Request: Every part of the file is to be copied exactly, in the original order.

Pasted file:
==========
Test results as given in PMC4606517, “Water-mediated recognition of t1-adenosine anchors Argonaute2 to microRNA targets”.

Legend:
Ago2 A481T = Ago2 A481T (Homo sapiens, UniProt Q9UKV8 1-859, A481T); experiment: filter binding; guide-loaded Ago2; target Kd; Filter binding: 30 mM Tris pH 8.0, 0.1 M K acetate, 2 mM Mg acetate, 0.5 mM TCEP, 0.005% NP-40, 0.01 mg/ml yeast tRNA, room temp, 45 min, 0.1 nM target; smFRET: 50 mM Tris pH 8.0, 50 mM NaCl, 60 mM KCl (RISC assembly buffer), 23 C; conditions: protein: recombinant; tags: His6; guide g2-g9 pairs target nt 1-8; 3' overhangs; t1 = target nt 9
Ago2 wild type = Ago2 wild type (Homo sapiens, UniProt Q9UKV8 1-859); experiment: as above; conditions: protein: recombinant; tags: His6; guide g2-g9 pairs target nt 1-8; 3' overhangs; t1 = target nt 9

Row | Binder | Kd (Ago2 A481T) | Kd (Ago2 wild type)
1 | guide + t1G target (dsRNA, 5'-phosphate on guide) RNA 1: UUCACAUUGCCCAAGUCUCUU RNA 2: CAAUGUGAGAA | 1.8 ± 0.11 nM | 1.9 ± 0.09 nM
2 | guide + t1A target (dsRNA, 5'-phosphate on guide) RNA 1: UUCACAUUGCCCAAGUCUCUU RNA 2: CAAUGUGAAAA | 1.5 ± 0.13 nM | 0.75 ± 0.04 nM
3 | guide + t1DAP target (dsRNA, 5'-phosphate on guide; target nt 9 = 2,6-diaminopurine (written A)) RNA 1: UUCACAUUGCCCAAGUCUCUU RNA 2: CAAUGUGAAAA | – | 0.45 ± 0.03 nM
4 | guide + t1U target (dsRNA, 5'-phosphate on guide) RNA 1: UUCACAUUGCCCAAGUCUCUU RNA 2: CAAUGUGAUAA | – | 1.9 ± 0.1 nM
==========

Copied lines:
Test results as given in PMC4606517, “Water-mediated recognition of t1-adenosine anchors Argonaute2 to microRNA targets”.

Legend:
Ago2 A481T = Ago2 A481T (Homo sapiens, UniProt Q9UKV8 1-859, A481T); experiment: filter binding; guide-loaded Ago2; target Kd; Filter binding: 30 mM Tris pH 8.0, 0.1 M K acetate, 2 mM Mg acetate, 0.5 mM TCEP, 0.005% NP-40, 0.01 mg/ml yeast tRNA, room temp, 45 min, 0.1 nM target; smFRET: 50 mM Tris pH 8.0, 50 mM NaCl, 60 mM KCl (RISC assembly buffer), 23 C; conditions: protein: recombinant; tags: His6; guide g2-g9 pairs target nt 1-8; 3' overhangs; t1 = target nt 9
Ago2 wild type = Ago2 wild type (Homo sapiens, UniProt Q9UKV8 1-859); experiment: as above; conditions: protein: recombinant; tags: His6; guide g2-g9 pairs target nt 1-8; 3' overhangs; t1 = target nt 9

Row | Binder | Kd (Ago2 A481T) | Kd (Ago2 wild type)
1 | guide + t1G target (dsRNA, 5'-phosphate on guide) RNA 1: UUCACAUUGCCCAAGUCUCUU RNA 2: CAAUGUGAGAA | 1.8 ± 0.11 nM | 1.9 ± 0.09 nM
2 | guide + t1A target (dsRNA, 5'-phosphate on guide) RNA 1: UUCACAUUGCCCAAGUCUCUU RNA 2: CAAUGUGAAAA | 1.5 ± 0.13 nM | 0.75 ± 0.04 nM
3 | guide + t1DAP target (dsRNA, 5'-phosphate on guide; target nt 9 = 2,6-diaminopurine (written A)) RNA 1: UUCACAUUGCCCAAGUCUCUU RNA 2: CAAUGUGAAAA | – | 0.45 ± 0.03 nM
4 | guide + t1U target (dsRNA, 5'-phosphate on guide) RNA 1: UUCACAUUGCCCAAGUCUCUU RNA 2: CAAUGUGAUAA | – | 1.9 ± 0.1 nM